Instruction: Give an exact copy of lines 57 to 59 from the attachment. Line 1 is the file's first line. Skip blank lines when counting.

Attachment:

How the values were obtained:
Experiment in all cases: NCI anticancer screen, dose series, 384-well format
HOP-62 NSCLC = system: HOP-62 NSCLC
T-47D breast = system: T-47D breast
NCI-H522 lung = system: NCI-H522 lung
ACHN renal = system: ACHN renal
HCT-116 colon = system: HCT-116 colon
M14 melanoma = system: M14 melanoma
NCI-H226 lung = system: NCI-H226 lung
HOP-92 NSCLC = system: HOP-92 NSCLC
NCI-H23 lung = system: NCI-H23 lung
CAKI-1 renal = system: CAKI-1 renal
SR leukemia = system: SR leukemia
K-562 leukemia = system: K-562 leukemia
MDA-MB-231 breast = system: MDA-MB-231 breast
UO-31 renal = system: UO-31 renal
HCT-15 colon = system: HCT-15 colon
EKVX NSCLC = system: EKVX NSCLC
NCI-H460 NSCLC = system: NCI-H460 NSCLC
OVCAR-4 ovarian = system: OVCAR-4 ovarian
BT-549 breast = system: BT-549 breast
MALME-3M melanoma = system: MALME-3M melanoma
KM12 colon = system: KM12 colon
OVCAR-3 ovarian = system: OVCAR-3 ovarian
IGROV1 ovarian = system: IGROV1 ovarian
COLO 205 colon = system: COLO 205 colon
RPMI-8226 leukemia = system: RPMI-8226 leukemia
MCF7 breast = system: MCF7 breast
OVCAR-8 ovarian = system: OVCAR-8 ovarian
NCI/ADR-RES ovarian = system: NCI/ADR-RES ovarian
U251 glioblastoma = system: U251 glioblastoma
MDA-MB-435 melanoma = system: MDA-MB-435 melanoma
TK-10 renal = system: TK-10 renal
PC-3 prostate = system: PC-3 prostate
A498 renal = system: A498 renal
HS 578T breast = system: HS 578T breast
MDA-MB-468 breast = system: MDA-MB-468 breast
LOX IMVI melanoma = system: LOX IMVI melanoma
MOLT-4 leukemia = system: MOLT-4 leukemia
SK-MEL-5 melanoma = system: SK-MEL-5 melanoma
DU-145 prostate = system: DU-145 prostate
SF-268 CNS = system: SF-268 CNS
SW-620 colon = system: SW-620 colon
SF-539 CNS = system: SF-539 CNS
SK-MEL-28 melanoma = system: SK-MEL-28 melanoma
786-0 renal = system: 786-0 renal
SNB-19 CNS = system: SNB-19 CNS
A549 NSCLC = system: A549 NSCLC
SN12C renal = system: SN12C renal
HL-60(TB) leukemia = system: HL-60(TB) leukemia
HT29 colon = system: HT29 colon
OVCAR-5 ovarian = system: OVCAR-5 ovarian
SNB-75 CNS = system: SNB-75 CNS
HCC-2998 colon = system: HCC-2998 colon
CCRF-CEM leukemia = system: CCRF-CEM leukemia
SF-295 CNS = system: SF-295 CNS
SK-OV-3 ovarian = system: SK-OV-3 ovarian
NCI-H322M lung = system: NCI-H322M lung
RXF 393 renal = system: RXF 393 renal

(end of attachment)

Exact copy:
SK-OV-3 ovarian = system: SK-OV-3 ovarian
NCI-H322M lung = system: NCI-H322M lung
RXF 393 renal = system: RXF 393 renal